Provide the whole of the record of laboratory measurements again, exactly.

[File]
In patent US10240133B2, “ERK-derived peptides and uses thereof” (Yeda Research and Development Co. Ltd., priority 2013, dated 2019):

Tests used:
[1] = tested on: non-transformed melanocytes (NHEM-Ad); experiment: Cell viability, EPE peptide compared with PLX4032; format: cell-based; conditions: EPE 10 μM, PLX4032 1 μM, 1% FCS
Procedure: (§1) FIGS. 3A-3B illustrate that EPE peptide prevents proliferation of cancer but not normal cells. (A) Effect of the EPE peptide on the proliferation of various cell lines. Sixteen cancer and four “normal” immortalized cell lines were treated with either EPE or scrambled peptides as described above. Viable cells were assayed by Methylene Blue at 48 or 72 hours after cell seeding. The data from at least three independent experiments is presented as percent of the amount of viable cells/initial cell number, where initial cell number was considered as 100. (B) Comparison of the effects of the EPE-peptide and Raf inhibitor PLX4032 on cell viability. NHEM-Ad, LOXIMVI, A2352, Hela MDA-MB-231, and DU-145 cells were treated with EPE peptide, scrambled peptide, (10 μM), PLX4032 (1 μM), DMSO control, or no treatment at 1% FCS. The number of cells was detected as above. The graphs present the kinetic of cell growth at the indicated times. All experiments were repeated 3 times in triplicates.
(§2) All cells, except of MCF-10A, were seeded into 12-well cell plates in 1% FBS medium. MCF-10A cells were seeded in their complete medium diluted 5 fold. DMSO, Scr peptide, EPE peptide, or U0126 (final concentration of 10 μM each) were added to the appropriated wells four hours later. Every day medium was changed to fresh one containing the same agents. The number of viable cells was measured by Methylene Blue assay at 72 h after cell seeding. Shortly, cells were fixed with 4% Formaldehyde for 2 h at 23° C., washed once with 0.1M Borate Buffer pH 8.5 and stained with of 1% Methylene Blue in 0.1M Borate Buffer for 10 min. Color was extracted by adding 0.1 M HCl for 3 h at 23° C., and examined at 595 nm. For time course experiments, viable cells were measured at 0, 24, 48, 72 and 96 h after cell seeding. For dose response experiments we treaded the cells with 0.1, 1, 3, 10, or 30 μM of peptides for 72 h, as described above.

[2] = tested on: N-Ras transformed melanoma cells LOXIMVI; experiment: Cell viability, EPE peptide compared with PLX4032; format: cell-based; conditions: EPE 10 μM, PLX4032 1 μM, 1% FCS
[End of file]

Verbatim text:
In patent US10240133B2, “ERK-derived peptides and uses thereof” (Yeda Research and Development Co. Ltd., priority 2013, dated 2019):

Tests used:
[1] = tested on: non-transformed melanocytes (NHEM-Ad); experiment: Cell viability, EPE peptide compared with PLX4032; format: cell-based; conditions: EPE 10 μM, PLX4032 1 μM, 1% FCS
Procedure: (§1) FIGS. 3A-3B illustrate that EPE peptide prevents proliferation of cancer but not normal cells. (A) Effect of the EPE peptide on the proliferation of various cell lines. Sixteen cancer and four “normal” immortalized cell lines were treated with either EPE or scrambled peptides as described above. Viable cells were assayed by Methylene Blue at 48 or 72 hours after cell seeding. The data from at least three independent experiments is presented as percent of the amount of viable cells/initial cell number, where initial cell number was considered as 100. (B) Comparison of the effects of the EPE-peptide and Raf inhibitor PLX4032 on cell viability. NHEM-Ad, LOXIMVI, A2352, Hela MDA-MB-231, and DU-145 cells were treated with EPE peptide, scrambled peptide, (10 μM), PLX4032 (1 μM), DMSO control, or no treatment at 1% FCS. The number of cells was detected as above. The graphs present the kinetic of cell growth at the indicated times. All experiments were repeated 3 times in triplicates.
(§2) All cells, except of MCF-10A, were seeded into 12-well cell plates in 1% FBS medium. MCF-10A cells were seeded in their complete medium diluted 5 fold. DMSO, Scr peptide, EPE peptide, or U0126 (final concentration of 10 μM each) were added to the appropriated wells four hours later. Every day medium was changed to fresh one containing the same agents. The number of viable cells was measured by Methylene Blue assay at 72 h after cell seeding. Shortly, cells were fixed with 4% Formaldehyde for 2 h at 23° C., washed once with 0.1M Borate Buffer pH 8.5 and stained with of 1% Methylene Blue in 0.1M Borate Buffer for 10 min. Color was extracted by adding 0.1 M HCl for 3 h at 23° C., and examined at 595 nm. For time course experiments, viable cells were measured at 0, 24, 48, 72 and 96 h after cell seeding. For dose response experiments we treaded the cells with 0.1, 1, 3, 10, or 30 μM of peptides for 72 h, as described above.

[2] = tested on: N-Ras transformed melanoma cells LOXIMVI; experiment: Cell viability, EPE peptide compared with PLX4032; format: cell-based; conditions: EPE 10 μM, PLX4032 1 μM, 1% FCS